Many of us have anxieties.
For some it is flying in an airplane. For others, it is heights (that’s me), public speaking, or doing “new” things.
Many children with autism spectrum disorders experience anxiety.
For Ryan, anxiety is brought on by experiences in group settings where he worries about not doing well, and meeting with lots of people. These situations remind him too much of school where he saw himself as being unsuccessful. He becomes very nervous, he talks very fast, and I can tell that he is becoming agitated.
A recent report from the Centers for Disease Control and Prevention found that 1.8 million children 18 and younger currently have anxiety disorders, and as many as 10% of all children suffer from phobias. Unlike the usual fears of growing up, anxiety disorders don’t simply go away, but must be treated.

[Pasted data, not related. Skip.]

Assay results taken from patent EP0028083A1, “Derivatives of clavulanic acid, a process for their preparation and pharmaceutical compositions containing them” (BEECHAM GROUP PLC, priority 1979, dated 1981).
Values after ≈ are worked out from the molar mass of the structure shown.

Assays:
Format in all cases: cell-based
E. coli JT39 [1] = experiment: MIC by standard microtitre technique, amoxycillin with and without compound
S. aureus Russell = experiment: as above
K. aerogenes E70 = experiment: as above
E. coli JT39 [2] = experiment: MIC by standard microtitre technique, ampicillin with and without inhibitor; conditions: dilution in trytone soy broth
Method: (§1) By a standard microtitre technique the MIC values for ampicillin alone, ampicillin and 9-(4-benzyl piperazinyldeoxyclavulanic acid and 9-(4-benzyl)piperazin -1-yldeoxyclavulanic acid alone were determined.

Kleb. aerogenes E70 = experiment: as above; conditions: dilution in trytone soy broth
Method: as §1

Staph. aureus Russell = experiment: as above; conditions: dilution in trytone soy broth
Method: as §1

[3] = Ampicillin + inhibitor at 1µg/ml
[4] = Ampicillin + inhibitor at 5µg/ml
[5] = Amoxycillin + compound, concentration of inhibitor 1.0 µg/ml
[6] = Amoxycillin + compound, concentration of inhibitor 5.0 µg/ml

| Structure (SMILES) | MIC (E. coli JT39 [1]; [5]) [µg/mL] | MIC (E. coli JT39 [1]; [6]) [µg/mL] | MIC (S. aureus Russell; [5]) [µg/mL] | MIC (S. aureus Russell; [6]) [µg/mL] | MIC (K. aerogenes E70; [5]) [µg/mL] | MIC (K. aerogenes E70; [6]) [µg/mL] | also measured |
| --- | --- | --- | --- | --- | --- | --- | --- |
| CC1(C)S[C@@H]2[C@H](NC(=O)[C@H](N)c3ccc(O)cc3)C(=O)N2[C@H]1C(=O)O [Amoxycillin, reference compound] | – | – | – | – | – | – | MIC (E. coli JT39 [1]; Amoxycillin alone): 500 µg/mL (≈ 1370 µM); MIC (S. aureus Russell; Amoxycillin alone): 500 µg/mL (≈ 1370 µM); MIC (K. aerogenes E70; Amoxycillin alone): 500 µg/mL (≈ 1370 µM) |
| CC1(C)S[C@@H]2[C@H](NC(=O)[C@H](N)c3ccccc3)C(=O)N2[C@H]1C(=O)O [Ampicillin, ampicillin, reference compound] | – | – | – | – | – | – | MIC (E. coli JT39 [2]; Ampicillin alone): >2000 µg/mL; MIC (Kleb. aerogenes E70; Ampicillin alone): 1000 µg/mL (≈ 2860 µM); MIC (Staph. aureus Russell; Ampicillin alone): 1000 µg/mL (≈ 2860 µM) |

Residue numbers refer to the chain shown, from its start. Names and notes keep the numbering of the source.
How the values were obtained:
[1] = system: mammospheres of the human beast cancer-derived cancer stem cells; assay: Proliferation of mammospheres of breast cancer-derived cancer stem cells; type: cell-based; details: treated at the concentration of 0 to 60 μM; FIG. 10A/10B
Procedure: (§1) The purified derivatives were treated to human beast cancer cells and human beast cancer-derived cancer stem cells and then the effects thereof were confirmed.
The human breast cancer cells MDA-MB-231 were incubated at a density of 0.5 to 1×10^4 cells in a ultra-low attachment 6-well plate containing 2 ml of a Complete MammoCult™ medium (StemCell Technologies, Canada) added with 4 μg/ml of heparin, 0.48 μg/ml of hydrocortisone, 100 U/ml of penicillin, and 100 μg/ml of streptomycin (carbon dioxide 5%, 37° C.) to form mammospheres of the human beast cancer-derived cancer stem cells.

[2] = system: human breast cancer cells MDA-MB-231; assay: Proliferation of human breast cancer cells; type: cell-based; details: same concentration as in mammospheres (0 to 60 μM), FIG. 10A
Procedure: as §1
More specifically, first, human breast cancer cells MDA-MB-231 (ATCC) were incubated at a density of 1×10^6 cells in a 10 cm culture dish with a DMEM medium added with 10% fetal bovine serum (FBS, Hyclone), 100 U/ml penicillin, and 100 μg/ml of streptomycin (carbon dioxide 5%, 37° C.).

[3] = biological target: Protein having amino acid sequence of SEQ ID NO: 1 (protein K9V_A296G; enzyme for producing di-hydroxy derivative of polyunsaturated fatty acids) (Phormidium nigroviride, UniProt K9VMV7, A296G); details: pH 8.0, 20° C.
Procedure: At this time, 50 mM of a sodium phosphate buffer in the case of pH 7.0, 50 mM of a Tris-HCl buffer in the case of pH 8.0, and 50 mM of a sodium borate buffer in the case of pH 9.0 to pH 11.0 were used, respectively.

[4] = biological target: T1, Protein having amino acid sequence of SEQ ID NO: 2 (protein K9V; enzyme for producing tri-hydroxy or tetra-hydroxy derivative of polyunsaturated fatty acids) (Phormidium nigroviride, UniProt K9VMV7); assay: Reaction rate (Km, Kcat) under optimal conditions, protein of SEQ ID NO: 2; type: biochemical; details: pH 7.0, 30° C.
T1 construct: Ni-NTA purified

Some children are treated by seeing a counselor who uses cognitive behavioral approaches to help them manage their anxiety by teaching coping strategies.
Ryan will utilize deep breathing, counting backwards to himself and/or picturing a scene that he finds very calming.
Researchers at the Mayo Clinic and other organizations are finding that slowly exposing children to the things that are most anxiety provoking can, in a short period of time, eliminate anxiety.
I’d encourage you to read “Exposure Therapy.”
There is even an app, the Anxiety Coach, developed by Dr. Whiteside of the Mayo Clinic, to help you manage your anxiety symptoms.
Ryan and I are going to give it a try!